Gold and silver prices have broken through key support levels and are seemingly heading back to major support areas around $1,520 (£955) an ounce and $27 an ounce, respectively.
Long futures positions in gold have been drastically cut in New York, according to data from the Commodity Futures Trading Commission, while total short positions have jumped markedly higher.
Despite climbing to nearly $1,800 an ounce in early October in advance of a third round of quantitative easing in the US, gold couldn’t quite reach the new heights expected of it once central banks actually turned on the electronic printing presses. Instead, the yellow metal drifted indifferently down to around $1,650 an ounce - until a sharp bout of recent selling brought gold to its current level around $1,610. From a near-term chart perspective, there is some support at the psychologically important $1,600 an ounce level, but that is expected to be breached sooner rather than later.
All of which begs the question, why has gold's run come to an end (at least for now)? Analysts from Citigroup - who have had a good record lately of forecasting bearish movements in metals prices and mining-related equities - argue the key drivers of the gold price have been weakening since QE3. "We believe the world has passed its worst point of systemic risk to the global financial system and that the 'insurance metals' (gold and silver) have had their day in the sun." That's because the global economy is seeing early signs of a return to growth - albeit very minor growth at this stage, admits Citigroup - while bond purchases by the European Central Bank have curtailed the worst of the eurozone debt contagion. Likewise, the US dollar is being underpinned by cheap energy supplies from fracking for shale oil and gas, so the long-term-bearish argument on the dollar has reversed somewhat. Nevertheless, bullish precious metals speculators might argue gold's recent fall is only because the market is less concerned about systemic global financial risk, not that the risks themselves have diminished.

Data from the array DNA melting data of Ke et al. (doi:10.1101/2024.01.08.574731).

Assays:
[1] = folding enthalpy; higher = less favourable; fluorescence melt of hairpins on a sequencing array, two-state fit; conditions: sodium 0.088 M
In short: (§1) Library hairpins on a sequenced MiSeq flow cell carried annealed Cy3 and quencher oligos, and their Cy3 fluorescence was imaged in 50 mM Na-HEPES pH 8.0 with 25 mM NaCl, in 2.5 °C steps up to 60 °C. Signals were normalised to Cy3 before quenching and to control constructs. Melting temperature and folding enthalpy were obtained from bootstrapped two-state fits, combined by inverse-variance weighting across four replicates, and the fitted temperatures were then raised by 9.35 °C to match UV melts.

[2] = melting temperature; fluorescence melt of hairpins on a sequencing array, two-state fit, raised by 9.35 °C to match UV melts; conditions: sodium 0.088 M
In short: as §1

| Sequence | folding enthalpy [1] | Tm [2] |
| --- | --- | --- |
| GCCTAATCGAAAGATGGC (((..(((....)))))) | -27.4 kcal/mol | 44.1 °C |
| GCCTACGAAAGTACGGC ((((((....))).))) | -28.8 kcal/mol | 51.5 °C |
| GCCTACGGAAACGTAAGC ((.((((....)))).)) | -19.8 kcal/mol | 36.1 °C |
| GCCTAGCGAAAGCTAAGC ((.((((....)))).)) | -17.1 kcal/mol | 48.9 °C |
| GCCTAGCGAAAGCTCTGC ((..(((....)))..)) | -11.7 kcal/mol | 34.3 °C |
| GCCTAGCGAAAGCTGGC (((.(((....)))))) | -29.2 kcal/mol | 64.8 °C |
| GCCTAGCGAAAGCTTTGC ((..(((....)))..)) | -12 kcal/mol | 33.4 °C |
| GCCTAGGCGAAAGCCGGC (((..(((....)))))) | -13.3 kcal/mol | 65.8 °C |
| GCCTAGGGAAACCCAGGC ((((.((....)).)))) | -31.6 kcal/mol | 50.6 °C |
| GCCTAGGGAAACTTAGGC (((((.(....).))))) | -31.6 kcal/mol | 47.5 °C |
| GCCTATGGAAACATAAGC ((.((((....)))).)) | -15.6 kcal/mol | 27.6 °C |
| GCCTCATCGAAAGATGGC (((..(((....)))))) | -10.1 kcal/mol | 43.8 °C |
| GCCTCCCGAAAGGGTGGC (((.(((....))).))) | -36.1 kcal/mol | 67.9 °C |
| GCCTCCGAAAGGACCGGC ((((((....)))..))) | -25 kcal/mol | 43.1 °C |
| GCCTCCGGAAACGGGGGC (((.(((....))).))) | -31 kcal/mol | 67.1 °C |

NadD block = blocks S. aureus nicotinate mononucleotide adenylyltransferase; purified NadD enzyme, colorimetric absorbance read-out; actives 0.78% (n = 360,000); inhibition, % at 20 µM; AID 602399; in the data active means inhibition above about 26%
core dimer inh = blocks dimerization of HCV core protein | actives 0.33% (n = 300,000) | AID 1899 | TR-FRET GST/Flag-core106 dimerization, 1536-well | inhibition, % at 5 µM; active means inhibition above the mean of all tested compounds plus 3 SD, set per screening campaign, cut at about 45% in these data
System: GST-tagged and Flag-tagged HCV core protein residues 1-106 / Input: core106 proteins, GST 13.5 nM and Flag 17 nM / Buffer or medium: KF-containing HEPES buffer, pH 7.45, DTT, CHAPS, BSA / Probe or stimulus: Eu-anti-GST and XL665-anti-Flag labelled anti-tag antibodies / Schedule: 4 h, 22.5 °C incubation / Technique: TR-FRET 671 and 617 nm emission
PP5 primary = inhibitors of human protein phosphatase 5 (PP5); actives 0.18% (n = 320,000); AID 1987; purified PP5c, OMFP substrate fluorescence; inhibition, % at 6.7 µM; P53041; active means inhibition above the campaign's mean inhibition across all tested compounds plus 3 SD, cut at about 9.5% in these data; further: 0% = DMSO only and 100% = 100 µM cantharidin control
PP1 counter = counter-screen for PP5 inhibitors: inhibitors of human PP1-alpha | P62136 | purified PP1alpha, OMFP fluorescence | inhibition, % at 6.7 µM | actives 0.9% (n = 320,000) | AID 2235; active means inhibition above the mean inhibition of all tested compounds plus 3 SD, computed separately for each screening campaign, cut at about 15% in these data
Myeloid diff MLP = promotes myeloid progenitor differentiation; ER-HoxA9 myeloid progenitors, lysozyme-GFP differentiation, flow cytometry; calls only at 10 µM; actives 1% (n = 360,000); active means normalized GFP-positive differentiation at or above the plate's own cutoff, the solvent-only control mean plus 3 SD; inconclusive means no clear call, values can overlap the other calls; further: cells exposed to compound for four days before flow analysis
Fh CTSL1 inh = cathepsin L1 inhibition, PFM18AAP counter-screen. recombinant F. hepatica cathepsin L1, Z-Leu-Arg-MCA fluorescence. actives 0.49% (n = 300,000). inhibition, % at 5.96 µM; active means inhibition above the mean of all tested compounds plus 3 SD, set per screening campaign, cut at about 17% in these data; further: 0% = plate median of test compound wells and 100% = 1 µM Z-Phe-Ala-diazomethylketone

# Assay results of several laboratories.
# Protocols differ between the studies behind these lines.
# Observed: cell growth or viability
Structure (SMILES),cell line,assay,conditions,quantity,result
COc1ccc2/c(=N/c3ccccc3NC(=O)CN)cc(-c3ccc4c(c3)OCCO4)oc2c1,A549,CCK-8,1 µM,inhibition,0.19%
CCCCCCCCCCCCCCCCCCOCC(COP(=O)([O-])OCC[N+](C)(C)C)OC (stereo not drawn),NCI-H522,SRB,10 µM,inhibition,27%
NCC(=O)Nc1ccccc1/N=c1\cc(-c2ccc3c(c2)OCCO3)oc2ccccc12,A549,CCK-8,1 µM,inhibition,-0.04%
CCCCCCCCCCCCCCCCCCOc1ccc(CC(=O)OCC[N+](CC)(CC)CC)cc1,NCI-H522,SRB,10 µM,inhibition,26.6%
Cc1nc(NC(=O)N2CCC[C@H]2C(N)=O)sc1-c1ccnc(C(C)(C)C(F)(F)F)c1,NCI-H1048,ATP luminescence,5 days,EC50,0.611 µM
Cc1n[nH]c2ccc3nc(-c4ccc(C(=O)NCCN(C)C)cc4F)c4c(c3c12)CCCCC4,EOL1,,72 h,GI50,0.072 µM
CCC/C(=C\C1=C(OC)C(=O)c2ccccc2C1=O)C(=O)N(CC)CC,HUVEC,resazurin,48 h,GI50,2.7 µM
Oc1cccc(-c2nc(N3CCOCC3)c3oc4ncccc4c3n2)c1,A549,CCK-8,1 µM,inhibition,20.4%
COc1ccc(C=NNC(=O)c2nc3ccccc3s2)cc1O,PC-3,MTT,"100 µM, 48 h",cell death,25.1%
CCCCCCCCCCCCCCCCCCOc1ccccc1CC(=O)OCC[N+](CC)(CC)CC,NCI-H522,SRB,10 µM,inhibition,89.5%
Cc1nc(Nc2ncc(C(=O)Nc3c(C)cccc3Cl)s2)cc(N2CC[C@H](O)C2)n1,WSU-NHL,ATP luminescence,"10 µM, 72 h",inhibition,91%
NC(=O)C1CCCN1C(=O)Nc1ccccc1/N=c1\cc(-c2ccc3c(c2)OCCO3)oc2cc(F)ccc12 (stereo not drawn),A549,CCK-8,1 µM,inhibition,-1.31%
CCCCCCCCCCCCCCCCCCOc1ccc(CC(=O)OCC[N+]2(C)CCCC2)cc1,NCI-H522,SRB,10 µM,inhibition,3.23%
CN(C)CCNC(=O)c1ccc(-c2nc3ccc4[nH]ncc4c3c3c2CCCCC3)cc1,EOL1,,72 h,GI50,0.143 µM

So where are precious metal-related equities headed from here? It is a particularly painful question to ask, given that the Investors Chronicle currently has six gold producers on a 'buy' recommendation and several others on 'hold'. It's also challenging because the valuations of many precious metals miners never really caught up with soaring metals prices - some miners' share prices are now hovering around all-time lows. But logic suggests if precious metals prices are falling, then so, too, will the share prices of companies mining them. We are therefore reviewing many of our recommendations on gold and silver miners and will likely downgrade many of them shortly in a sector-wide review.